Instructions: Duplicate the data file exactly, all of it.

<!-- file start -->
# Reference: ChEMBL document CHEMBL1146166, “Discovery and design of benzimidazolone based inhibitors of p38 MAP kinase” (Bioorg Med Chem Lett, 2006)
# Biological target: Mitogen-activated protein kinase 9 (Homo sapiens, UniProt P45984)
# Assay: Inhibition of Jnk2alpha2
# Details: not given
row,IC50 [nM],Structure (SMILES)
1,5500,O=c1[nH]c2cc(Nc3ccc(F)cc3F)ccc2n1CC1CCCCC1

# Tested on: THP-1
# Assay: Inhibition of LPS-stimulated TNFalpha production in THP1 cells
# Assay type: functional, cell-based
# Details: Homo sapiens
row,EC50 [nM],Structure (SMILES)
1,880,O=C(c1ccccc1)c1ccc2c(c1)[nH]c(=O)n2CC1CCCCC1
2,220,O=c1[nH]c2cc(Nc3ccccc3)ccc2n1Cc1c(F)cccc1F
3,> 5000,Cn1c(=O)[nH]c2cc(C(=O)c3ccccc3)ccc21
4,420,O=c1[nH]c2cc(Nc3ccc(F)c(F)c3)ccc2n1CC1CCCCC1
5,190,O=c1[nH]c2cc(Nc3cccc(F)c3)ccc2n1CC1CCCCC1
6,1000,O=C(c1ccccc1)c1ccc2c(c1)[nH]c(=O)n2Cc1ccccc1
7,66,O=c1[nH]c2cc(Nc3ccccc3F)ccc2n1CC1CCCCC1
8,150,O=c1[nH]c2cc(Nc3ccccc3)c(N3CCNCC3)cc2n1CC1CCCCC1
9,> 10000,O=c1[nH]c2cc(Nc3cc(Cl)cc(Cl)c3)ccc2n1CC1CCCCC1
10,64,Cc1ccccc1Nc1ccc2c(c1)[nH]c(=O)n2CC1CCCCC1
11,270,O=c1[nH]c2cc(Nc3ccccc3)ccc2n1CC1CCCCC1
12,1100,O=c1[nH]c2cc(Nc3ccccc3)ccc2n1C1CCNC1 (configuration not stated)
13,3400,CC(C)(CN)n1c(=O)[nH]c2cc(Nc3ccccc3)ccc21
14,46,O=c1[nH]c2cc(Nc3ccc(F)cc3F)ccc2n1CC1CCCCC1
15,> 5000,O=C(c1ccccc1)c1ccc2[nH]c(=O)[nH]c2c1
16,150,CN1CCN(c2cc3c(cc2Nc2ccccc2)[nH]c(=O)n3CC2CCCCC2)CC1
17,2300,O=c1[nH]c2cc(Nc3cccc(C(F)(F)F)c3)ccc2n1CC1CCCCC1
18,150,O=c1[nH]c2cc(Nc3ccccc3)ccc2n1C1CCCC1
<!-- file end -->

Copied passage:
# Reference: ChEMBL document CHEMBL1146166, “Discovery and design of benzimidazolone based inhibitors of p38 MAP kinase” (Bioorg Med Chem Lett, 2006)
# Biological target: Mitogen-activated protein kinase 9 (Homo sapiens, UniProt P45984)
# Assay: Inhibition of Jnk2alpha2
# Details: not given
row,IC50 [nM],Structure (SMILES)
1,5500,O=c1[nH]c2cc(Nc3ccc(F)cc3F)ccc2n1CC1CCCCC1

# Tested on: THP-1
# Assay: Inhibition of LPS-stimulated TNFalpha production in THP1 cells
# Assay type: functional, cell-based
# Details: Homo sapiens
row,EC50 [nM],Structure (SMILES)
1,880,O=C(c1ccccc1)c1ccc2c(c1)[nH]c(=O)n2CC1CCCCC1
2,220,O=c1[nH]c2cc(Nc3ccccc3)ccc2n1Cc1c(F)cccc1F
3,> 5000,Cn1c(=O)[nH]c2cc(C(=O)c3ccccc3)ccc21
4,420,O=c1[nH]c2cc(Nc3ccc(F)c(F)c3)ccc2n1CC1CCCCC1
5,190,O=c1[nH]c2cc(Nc3cccc(F)c3)ccc2n1CC1CCCCC1
6,1000,O=C(c1ccccc1)c1ccc2c(c1)[nH]c(=O)n2Cc1ccccc1
7,66,O=c1[nH]c2cc(Nc3ccccc3F)ccc2n1CC1CCCCC1
8,150,O=c1[nH]c2cc(Nc3ccccc3)c(N3CCNCC3)cc2n1CC1CCCCC1
9,> 10000,O=c1[nH]c2cc(Nc3cc(Cl)cc(Cl)c3)ccc2n1CC1CCCCC1
10,64,Cc1ccccc1Nc1ccc2c(c1)[nH]c(=O)n2CC1CCCCC1
11,270,O=c1[nH]c2cc(Nc3ccccc3)ccc2n1CC1CCCCC1
12,1100,O=c1[nH]c2cc(Nc3ccccc3)ccc2n1C1CCNC1 (configuration not stated)
13,3400,CC(C)(CN)n1c(=O)[nH]c2cc(Nc3ccccc3)ccc21
14,46,O=c1[nH]c2cc(Nc3ccc(F)cc3F)ccc2n1CC1CCCCC1
15,> 5000,O=C(c1ccccc1)c1ccc2[nH]c(=O)[nH]c2c1
16,150,CN1CCN(c2cc3c(cc2Nc2ccccc2)[nH]c(=O)n3CC2CCCCC2)CC1
17,2300,O=c1[nH]c2cc(Nc3cccc(C(F)(F)F)c3)ccc2n1CC1CCCCC1
18,150,O=c1[nH]c2cc(Nc3ccccc3)ccc2n1C1CCCC1